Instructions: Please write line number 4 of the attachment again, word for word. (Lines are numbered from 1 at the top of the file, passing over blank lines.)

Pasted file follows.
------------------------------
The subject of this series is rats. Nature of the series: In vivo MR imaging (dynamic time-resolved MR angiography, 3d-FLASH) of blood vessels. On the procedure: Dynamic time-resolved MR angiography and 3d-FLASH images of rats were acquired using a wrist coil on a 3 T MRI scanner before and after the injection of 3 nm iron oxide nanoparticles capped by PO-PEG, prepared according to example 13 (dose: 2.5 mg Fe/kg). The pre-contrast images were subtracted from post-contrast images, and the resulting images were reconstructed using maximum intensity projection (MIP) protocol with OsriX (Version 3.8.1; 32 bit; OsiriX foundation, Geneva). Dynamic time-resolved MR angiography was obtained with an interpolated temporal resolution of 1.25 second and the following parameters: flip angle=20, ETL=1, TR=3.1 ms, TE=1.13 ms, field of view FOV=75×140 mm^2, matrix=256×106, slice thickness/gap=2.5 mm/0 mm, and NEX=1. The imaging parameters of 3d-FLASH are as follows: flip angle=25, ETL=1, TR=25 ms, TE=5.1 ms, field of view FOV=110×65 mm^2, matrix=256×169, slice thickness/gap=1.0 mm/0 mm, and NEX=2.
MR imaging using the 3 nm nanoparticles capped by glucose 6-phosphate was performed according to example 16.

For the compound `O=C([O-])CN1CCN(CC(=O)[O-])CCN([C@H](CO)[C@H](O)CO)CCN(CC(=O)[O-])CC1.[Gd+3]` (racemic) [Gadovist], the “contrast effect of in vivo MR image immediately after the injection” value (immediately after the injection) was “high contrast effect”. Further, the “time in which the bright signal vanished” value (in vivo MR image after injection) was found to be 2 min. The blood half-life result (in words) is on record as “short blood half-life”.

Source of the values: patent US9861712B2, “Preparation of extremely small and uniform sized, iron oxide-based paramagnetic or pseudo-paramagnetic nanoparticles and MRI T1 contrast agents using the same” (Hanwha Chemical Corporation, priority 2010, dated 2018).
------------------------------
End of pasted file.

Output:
Source of the values: patent US9861712B2, “Preparation of extremely small and uniform sized, iron oxide-based paramagnetic or pseudo-paramagnetic nanoparticles and MRI T1 contrast agents using the same” (Hanwha Chemical Corporation, priority 2010, dated 2018).